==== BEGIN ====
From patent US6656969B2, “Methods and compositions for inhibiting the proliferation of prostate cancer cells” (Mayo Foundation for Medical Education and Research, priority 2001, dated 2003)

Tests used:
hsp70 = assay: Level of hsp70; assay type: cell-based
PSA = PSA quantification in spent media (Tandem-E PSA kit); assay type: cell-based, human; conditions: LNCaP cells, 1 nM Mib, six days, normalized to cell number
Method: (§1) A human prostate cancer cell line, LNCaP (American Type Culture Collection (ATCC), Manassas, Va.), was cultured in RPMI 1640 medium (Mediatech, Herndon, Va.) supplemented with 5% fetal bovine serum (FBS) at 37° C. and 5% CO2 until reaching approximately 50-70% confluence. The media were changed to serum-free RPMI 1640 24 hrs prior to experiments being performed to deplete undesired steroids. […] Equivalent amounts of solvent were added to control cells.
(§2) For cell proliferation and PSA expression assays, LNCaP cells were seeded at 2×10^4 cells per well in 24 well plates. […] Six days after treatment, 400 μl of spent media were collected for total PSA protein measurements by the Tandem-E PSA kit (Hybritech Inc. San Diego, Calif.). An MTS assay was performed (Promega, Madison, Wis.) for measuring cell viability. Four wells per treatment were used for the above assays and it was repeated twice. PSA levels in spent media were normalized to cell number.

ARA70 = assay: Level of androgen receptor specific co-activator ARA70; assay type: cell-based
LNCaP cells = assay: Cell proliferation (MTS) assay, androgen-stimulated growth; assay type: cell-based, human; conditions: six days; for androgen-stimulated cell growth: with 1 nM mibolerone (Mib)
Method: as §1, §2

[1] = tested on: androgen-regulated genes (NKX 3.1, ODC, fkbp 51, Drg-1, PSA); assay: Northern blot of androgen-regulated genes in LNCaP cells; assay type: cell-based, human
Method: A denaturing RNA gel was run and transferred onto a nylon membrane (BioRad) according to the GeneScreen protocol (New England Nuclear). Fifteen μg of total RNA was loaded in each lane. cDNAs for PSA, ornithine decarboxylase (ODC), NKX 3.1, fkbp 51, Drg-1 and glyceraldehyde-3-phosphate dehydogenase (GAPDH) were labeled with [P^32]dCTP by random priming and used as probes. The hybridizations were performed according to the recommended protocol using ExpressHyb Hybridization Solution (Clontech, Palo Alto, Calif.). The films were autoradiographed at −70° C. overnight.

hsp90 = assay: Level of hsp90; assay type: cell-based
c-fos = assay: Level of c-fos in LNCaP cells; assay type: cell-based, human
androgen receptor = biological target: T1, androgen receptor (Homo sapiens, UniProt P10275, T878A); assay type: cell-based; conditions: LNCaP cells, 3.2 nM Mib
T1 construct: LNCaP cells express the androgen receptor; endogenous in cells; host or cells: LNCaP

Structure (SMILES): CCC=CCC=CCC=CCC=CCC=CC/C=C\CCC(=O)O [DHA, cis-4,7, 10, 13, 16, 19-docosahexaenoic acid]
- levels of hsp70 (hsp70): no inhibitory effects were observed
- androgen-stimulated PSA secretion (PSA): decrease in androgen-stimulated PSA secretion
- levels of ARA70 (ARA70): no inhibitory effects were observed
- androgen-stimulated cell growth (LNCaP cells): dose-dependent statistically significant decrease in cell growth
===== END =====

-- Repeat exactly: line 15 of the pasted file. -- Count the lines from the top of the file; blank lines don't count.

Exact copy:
T1 construct: LNCaP cells express the androgen receptor; endogenous in cells; host or cells: LNCaP